“Well well well, how the turntables” as Michael Scott would say. NHL Free Agency has an interesting way of twisting fates and turning rivals into brothers, or potentially vice versa. Sam Steel is the epitome of this, as his most recent ice time came in a nasty, heated series against the team he’ll be dressing for next year. If you can’t beat them, join them I suppose! All joking aside, speedy Sammy is a textbook sneaky solid signing for a number of reasons that will be proven as we approach the 2024 campaign.
When I saw Steel’s name on the ticker of Stars transactions during peak free agency excitement, I felt quietly positive about the young forward. Recent memory serves that he was quite problematic in the opening matchup against Minnesota last postseason, scoring the tying goal in the 2nd and assisting on Hartman’s OT winner.
His deployment was puzzling after that, as Dean Evason moved him up to 1C, out, and then down to 3C where he’d quietly finish the series. Silence on the scoresheet is dissimilar from how his game is actually played, providing elite, 1st round-pick speed to an otherwise heavy lineup. The pop amidst mostly punch served him well as he scored 28 points (10g, 18a) for a +11 rating on his 1-year prove-it deal for Bill Guerin’s Wild.
Judging from a recent piece put out by Hockey News Minnesota, the local writers were expecting Steel to return on a similar deal as before. In all fairness, he did sign a similar deal but not with the team that hosts Hockey Twitter’s most petulant fan base South of the Canadian border (yeah, this is a sneak diss at 10,000 Takes).
Steel recognized that he needs a more open system that utilizes speed better, with incredible breakout passers in Heiskanen & Harley. Nill recognized that he makes up for the depth speed Gurianov was expected to add last year, with a bit more skill and a lot more defensive capability. While he could add those 35 projected points to the bottom line, I could see him running wild for 40+ on that 3rd line with Seguin & Duchene.
Part of the optimism instilled in my mind comes from the team that gave up on him since Anaheim drafted him in the first round of the 2016 draft. Putting myself in Jim Nill’s shoes, who drafted now Avs forward Riley Tufte prior, it feels like signing Steel is essentially a do-over of the 2016 first round. Nill was choosing scoring and power over speed, the obvious priority of the ’15 draft based on the Hintz & Gurianov picks.
Anaheim was playing with house money, picking their second player in the first round, and taking a flyer on his potential. Armed with 1st round confidence, Steel set the WHL ablaze with 131 points as an 18-year-old and set his sights on an opening night spot.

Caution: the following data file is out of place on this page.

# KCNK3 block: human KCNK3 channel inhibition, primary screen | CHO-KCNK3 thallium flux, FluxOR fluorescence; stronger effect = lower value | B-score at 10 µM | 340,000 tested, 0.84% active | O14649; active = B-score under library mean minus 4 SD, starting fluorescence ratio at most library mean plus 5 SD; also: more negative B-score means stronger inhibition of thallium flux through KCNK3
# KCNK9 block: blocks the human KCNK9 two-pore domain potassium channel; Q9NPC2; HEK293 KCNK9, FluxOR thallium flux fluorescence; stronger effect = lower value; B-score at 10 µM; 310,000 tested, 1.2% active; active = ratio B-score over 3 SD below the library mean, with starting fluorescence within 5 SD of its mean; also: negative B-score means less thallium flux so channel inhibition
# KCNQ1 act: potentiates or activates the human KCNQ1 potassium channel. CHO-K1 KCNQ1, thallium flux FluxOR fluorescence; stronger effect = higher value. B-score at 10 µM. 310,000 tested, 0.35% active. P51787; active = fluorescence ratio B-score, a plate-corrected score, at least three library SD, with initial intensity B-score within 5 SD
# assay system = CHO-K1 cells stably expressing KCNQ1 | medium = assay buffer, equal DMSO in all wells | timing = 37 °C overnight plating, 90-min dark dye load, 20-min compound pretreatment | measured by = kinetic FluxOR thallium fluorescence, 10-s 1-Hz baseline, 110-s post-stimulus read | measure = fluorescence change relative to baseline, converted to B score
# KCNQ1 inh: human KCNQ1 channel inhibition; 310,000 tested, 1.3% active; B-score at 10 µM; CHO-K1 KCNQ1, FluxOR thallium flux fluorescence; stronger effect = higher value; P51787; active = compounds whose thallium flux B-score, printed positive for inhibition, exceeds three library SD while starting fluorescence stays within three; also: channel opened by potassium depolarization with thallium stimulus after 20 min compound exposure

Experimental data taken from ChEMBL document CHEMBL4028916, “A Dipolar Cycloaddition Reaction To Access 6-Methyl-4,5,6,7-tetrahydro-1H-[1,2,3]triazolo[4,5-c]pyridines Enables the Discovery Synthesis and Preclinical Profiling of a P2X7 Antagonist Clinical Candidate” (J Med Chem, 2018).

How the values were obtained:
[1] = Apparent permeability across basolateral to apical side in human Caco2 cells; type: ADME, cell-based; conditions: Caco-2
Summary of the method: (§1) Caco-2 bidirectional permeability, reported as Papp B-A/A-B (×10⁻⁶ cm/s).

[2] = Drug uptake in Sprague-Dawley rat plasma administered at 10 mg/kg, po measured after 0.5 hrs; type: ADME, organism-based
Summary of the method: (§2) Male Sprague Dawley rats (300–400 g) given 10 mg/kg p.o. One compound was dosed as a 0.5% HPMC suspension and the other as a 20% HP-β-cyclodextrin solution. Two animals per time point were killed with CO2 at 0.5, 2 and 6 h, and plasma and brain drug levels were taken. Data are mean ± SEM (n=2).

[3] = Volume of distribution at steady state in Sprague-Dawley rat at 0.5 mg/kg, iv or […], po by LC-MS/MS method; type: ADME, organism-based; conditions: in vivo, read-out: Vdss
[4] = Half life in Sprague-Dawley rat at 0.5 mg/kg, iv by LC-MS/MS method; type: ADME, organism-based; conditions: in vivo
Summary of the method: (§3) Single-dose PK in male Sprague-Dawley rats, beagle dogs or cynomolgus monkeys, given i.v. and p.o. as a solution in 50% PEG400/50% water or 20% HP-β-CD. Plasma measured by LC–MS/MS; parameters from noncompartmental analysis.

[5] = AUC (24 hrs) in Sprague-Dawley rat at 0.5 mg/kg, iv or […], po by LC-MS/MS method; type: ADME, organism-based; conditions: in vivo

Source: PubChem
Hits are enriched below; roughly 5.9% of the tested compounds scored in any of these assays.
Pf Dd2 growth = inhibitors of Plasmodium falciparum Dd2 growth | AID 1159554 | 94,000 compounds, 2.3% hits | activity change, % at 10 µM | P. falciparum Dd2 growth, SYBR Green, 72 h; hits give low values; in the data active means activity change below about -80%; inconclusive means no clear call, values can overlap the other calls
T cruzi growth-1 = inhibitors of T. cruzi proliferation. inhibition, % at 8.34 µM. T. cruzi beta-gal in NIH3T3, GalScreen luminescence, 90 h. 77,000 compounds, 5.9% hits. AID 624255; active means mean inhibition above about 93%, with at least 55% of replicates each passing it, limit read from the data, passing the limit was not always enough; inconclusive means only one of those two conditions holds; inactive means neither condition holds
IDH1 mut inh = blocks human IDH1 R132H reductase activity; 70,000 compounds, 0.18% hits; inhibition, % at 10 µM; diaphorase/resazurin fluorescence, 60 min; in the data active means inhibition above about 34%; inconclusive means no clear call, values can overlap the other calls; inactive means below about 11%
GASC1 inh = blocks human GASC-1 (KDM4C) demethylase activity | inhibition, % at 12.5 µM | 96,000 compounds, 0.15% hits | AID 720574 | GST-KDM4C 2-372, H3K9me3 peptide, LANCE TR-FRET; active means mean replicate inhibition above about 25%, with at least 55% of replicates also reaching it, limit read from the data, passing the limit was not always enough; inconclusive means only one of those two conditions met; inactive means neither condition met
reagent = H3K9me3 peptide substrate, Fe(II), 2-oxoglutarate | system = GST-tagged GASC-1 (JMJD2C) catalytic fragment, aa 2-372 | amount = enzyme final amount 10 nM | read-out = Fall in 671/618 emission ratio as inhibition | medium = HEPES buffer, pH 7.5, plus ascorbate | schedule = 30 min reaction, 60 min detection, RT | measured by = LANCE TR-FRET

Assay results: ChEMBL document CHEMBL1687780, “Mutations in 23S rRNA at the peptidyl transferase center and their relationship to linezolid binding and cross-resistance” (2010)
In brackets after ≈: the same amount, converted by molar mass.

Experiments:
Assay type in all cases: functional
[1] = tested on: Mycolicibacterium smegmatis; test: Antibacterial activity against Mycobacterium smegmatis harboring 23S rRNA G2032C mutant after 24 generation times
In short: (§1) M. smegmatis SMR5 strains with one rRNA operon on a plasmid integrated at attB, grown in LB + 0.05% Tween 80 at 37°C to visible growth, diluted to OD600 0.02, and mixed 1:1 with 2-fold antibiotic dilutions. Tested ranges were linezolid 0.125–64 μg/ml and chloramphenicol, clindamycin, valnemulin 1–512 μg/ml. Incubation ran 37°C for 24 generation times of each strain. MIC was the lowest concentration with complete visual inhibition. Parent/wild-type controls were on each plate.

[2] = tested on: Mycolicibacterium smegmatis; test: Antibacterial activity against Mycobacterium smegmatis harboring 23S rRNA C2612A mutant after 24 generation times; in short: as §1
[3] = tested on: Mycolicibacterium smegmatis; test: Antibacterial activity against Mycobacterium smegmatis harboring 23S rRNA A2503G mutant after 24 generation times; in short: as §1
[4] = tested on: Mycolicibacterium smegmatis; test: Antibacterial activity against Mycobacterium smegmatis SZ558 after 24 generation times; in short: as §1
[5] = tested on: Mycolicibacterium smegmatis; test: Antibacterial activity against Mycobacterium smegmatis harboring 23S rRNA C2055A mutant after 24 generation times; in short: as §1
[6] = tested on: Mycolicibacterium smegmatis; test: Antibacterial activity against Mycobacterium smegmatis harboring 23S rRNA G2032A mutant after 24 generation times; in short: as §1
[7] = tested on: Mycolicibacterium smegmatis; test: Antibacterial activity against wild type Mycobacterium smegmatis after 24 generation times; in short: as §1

Somewhere in this storyline, Sam Steel faltered and became another name in a bag of very young prospects. Troy Terry, Nick Ritchie, Onrej Kase, Max Comtois, and Max Jones were all around the same age and vying for playing time. Some developed faster than others and when it came time to qualify Steel’s entry-level contract, he was discarded.
Being disposed of by Anaheim is actually an indicator of future success, as this path was carved by the likes of William Karlsson, Shea Theodore, Fredrik Andersson, Brandon Montour, and the list goes on. Steel took step one of that path last year by careering in Minnesota and looks to hit step 2 in Dallas.
With a promising young forward entering his prime and restricted free agency in a year the cap is expected to leap, the Stars have all of the forwards they need for the year 2024. That being said, at least one of the young prospect forwards is expected to make the opening night roster at enticing cap hits beneath $1 million.
With work to do on the defense, there are whispers that Faksa ($3.25 mil) or possibly even Marchment ($4.5 mil) could be moved in a deal to free space for an RD. Steel’s ability to play Center adds another layer of versatility that will stoke those flames, though I’d enjoy him playing full speed on the wing with less defensive pressure. There is an embarrassment of riches in the Stars’ current lines of attack.
A sneaky, speedy signing in Sam Steel will be quite the storyline to follow as he enters the prime of his career in Victory Green. The one-year deal has recently inspired his play, based on last year’s results, and we’d all benefit from him proving it once more and earning next year’s qualifying offer.
The team needed speed beneath the lightning flash of the top line and Sam Steel will immediately contribute that no matter where he lands in the lineup. While this signing may prove to be a Steal, Jim Nill is not done cooking yet.